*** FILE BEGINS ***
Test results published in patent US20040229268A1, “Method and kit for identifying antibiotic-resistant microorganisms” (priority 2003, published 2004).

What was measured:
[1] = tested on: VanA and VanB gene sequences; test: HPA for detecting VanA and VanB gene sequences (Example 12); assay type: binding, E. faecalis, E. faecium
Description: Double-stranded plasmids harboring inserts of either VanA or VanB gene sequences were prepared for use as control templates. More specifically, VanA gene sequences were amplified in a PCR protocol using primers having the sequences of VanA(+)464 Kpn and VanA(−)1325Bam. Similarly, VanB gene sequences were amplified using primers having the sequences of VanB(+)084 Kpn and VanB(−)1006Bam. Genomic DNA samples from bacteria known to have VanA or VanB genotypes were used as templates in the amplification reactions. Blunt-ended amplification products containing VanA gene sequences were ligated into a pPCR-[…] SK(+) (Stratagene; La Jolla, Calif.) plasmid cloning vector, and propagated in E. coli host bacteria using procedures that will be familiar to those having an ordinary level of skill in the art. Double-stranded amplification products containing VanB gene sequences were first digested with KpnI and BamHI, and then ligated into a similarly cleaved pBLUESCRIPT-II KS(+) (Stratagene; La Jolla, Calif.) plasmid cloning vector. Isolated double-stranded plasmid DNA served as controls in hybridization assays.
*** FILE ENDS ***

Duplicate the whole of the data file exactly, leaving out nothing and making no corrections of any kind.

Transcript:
Test results published in patent US20040229268A1, “Method and kit for identifying antibiotic-resistant microorganisms” (priority 2003, published 2004).

What was measured:
[1] = tested on: VanA and VanB gene sequences; test: HPA for detecting VanA and VanB gene sequences (Example 12); assay type: binding, E. faecalis, E. faecium
Description: Double-stranded plasmids harboring inserts of either VanA or VanB gene sequences were prepared for use as control templates. More specifically, VanA gene sequences were amplified in a PCR protocol using primers having the sequences of VanA(+)464 Kpn and VanA(−)1325Bam. Similarly, VanB gene sequences were amplified using primers having the sequences of VanB(+)084 Kpn and VanB(−)1006Bam. Genomic DNA samples from bacteria known to have VanA or VanB genotypes were used as templates in the amplification reactions. Blunt-ended amplification products containing VanA gene sequences were ligated into a pPCR-[…] SK(+) (Stratagene; La Jolla, Calif.) plasmid cloning vector, and propagated in E. coli host bacteria using procedures that will be familiar to those having an ordinary level of skill in the art. Double-stranded amplification products containing VanB gene sequences were first digested with KpnI and BamHI, and then ligated into a similarly cleaved pBLUESCRIPT-II KS(+) (Stratagene; La Jolla, Calif.) plasmid cloning vector. Isolated double-stranded plasmid DNA served as controls in hybridization assays.